An official with the Department of Health and Human Services confirmed that the department will be visiting an unused federal property in Kelso as a potential site to house immigrant children temporarily.
The site will be assessed by the United States Department of Agriculture to see if the site is "suitable for HHS to temporarily provide shelter for unaccompanied alien children at some point in the future."
HHS officials are also visiting the Little Rock Air Force Base as another location for temporary shelter.
"HHS will make the determination if it will use either of the the two sites for UAC operations," the department said in a statement.
Several Arkansas legislators have come out against housing immigrant children in Arkansas.
Representative French Hill said that he supports President Donald Trump's executive order keeping families together, but said that "these children belong with their parents at the border, not hundreds of miles away at the Little Rock Air Force Base or other locations in Arkansas." He also said he's working with other legislators to "provide a permanent, legislative, and compassionate solution."
Clarke Tucker, who is challenging Rep. Hill for the Second Congressional District, agreed saying, "The fact that we would even need to discuss additional facilities to take care of the thousands of children being taken from their families is incomprehensible to me."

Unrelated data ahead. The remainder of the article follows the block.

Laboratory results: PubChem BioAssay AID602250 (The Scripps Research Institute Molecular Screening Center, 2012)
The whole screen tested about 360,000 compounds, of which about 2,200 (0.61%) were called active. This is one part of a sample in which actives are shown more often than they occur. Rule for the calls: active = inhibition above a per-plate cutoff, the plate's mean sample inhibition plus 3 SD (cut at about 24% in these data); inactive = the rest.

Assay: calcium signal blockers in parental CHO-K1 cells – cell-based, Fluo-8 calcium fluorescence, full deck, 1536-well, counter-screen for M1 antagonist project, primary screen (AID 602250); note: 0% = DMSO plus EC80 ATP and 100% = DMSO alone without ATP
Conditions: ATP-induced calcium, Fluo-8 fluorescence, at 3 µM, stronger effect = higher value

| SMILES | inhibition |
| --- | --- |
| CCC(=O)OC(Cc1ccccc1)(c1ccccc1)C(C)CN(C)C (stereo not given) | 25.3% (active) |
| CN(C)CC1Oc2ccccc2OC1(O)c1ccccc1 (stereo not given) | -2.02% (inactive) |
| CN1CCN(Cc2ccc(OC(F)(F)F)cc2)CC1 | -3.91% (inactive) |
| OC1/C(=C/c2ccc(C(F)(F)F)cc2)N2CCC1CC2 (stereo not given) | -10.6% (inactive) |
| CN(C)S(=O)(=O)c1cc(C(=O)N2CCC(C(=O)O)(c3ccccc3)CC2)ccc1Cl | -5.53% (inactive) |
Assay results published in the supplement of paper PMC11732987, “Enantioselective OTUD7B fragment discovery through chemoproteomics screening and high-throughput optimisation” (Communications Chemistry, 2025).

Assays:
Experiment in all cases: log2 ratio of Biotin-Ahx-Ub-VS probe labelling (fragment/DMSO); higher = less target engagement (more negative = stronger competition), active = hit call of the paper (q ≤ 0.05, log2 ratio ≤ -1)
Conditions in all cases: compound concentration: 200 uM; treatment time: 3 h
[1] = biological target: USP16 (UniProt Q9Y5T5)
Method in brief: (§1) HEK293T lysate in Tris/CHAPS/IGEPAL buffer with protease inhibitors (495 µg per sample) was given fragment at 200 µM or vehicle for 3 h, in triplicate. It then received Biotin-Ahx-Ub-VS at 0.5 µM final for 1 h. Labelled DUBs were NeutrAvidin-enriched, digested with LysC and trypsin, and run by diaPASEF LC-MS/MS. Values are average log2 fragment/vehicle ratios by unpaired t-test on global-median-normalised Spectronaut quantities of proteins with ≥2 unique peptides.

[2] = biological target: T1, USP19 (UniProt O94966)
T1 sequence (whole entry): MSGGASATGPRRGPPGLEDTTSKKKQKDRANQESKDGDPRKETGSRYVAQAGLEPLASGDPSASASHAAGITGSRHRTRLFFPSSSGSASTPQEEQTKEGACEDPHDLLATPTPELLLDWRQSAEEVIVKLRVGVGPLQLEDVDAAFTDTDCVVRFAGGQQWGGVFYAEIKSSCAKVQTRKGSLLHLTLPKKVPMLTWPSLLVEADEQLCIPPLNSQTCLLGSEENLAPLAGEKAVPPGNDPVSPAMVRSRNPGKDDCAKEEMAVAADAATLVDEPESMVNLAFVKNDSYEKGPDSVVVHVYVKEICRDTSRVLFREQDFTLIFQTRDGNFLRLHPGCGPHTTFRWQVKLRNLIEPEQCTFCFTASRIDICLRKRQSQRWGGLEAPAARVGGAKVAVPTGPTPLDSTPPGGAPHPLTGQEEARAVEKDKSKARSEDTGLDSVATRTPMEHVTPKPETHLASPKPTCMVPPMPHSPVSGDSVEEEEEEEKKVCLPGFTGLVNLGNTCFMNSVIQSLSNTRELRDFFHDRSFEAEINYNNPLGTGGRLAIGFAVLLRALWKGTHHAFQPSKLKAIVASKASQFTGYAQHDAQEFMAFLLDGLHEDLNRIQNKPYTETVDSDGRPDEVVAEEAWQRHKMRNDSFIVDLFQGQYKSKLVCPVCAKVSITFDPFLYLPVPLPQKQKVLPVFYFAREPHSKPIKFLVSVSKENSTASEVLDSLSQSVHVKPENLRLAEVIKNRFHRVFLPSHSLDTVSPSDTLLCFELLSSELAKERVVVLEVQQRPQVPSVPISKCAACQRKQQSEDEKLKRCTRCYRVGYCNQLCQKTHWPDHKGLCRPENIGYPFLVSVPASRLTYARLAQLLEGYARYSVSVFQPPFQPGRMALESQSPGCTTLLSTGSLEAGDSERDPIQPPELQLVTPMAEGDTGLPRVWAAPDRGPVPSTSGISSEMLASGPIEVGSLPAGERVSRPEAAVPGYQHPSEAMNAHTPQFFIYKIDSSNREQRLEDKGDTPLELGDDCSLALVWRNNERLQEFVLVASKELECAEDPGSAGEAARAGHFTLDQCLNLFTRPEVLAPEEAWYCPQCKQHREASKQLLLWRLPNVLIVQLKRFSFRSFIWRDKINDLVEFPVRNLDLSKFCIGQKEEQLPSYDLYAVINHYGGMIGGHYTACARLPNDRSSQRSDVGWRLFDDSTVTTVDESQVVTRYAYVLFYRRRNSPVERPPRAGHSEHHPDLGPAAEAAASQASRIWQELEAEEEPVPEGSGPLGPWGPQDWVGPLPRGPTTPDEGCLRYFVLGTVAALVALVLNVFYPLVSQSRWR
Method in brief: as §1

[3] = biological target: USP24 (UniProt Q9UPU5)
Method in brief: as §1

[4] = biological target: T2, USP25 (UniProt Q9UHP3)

Rep. Rick Crawford on Twitter asked, "How is a tent city on a flood plain in [southeast] Arkansas more appropriate than a tent city on the border?"
"There is not yet a path forward to reuniting children with their families, and now Arkansas's leaders are standing by as the federal government works to keep those children minutes from where Arkansas's Japanese-American internment camps once were," said Jared Henderson, the Democratic candidate for Governor. "I cannot stay silent as our history repeats itself, and I hope our governor cannot either."
Kelso is about three miles north of Rohwer in southeast Arkansas, where the U.S. government interned 8,000 Japanese-Americans between 1942 and 1945.